“There is such an opportunity in the Upstate for companies relocating their facilities,” Crapps agrees. “If you’re looking to move into the American market, South Carolina is a great place to do it. We have a low cost of doing business; everything from electricity to land to labor can be less than in other areas. We have workforce training programs that benefit such companies as well. For projects where companies are already exporting heavily in the United States, it can make sense to relocate production here; sometimes we also see companies pursuing a move if their clients require them to be closer.”
Crapps, who focuses on bringing investment into the state, says “there are lots of projects that are coming from India to the Southeast, and we are right on the tip of hopefully seeing a lot of activity. There are many projects in the works right now, and more Indian companies who are very seriously looking at operations here. South Carolina has been lucky to leverage (former) Gov. Haley’s leadership and connections within India; it has opened doors for our businesses to expand and our economy to grow.”
Growing Connections and Industries
Business leaders are not the only ones promoting the Upstate to potential investors abroad. The Upstate’s Clemson University has developed partnerships that benefit our state academically and economically. Brij Khorana, chief scientific advisor for Clemson’s College of Engineering, Computing and Applied Sciences, manages exchange programs that have students and faculty shuttling regularly between India and the Upstate. These programs, designed to promote and strengthen the school’s International Center for Automotive Research, are indicative of a burgeoning manufacturing partnership.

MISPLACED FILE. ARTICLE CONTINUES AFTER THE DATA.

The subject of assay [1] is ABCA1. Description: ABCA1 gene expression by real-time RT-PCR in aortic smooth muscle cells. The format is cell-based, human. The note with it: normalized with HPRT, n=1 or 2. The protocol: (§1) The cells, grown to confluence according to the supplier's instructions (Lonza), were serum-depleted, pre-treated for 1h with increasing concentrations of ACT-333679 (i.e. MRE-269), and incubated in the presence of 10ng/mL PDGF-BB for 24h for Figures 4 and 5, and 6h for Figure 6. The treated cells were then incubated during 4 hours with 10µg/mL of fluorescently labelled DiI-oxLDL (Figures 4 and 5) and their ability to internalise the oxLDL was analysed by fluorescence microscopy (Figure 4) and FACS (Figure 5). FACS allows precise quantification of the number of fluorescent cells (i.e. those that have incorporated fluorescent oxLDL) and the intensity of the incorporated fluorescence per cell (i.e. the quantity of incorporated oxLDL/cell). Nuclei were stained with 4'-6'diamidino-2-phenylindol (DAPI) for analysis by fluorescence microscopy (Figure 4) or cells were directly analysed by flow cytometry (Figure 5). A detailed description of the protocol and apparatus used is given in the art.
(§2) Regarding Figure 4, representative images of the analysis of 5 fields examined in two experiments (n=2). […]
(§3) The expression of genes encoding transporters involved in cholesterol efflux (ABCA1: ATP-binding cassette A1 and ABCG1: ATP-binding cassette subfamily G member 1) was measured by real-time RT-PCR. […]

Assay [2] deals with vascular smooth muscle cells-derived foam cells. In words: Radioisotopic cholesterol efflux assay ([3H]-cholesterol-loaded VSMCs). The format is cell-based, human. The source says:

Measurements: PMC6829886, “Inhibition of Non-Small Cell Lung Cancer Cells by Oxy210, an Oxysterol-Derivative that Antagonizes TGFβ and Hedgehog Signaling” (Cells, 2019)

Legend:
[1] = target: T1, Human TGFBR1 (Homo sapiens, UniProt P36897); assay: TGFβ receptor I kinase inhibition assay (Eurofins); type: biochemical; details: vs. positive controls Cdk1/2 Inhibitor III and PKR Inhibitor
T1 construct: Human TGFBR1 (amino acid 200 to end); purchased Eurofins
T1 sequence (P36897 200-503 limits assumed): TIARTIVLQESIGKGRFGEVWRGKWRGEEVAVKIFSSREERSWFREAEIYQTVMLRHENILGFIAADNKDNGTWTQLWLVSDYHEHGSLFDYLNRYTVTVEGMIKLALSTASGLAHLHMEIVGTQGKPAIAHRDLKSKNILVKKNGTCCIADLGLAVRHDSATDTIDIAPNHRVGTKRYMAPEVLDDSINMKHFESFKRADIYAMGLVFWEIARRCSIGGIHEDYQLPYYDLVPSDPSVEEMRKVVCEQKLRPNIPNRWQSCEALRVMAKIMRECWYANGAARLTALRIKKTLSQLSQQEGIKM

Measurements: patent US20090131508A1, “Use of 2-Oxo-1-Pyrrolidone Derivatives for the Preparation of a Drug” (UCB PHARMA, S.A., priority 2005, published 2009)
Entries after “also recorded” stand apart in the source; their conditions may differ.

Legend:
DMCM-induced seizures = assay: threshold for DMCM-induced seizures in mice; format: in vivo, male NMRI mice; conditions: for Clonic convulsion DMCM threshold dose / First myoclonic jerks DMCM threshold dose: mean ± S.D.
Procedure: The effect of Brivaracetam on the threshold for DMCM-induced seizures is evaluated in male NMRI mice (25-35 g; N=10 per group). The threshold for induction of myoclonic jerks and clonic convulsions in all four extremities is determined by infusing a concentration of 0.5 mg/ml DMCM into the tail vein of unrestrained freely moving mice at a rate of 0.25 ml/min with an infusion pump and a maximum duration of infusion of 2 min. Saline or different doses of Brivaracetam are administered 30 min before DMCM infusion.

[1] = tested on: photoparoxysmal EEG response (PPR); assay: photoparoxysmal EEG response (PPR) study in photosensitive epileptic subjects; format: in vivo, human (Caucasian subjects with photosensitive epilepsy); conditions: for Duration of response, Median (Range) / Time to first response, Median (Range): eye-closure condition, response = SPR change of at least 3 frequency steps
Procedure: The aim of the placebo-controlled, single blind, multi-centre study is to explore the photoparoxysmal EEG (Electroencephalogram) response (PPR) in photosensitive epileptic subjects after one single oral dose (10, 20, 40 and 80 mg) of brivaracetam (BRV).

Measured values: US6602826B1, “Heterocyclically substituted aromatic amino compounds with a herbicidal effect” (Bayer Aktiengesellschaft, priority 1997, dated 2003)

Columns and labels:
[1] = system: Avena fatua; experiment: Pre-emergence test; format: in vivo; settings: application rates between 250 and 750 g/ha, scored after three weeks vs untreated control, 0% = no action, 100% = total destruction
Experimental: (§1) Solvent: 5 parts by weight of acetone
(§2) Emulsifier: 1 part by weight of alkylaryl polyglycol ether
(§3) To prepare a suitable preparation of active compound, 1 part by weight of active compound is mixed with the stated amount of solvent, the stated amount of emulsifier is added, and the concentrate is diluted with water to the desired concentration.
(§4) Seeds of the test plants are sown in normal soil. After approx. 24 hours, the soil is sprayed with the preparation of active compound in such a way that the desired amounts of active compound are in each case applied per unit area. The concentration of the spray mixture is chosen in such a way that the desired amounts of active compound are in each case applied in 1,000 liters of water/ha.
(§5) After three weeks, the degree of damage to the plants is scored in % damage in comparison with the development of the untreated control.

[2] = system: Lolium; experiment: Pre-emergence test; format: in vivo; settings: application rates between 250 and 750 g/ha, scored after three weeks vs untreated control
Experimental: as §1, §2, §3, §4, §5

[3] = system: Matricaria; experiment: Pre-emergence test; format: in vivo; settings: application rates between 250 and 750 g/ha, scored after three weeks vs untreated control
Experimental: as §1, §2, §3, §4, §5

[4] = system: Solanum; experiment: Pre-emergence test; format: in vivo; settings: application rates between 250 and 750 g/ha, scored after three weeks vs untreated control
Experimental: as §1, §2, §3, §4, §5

“I think Clemson could become a household name in India in electric and hybrid vehicles and biomedical devices,” he says. “Once some of that recognition arises, the number of Indian-based companies that want to locate in Greenville will just keep increasing. We just need to keep building up those connections.”
Another significant bilateral India-U.S. trade sector is the defense industry; the nations’ governments are codeveloping and coproducing cutting-edge defense technology, demonstrating what Singh calls “an exceptional trust and closeness.”
“South Carolina has such a strong military presence and so many military contractors. It will be fascinating to see how the defense industry and our ties to Indian defense companies grow over the coming years,” says Crapps. She also sees the pharmaceutical industry as one ripe for growth in partnership with Indian businesses, an idea Singh mentions as well.
Deepening America’s two-way trade relationship with India will take buy-in—both literal and figurative—from our businesses, as well as time and commitment. With our countries’ aligned strategic goals, however, the years ahead could be prosperous ones on both sides of our partnership.
“In my mind, there’s no better place to start than right here in this region,” Singh agrees. “Even the sky is not the limit.”
TOPICS: Business Recruitment, International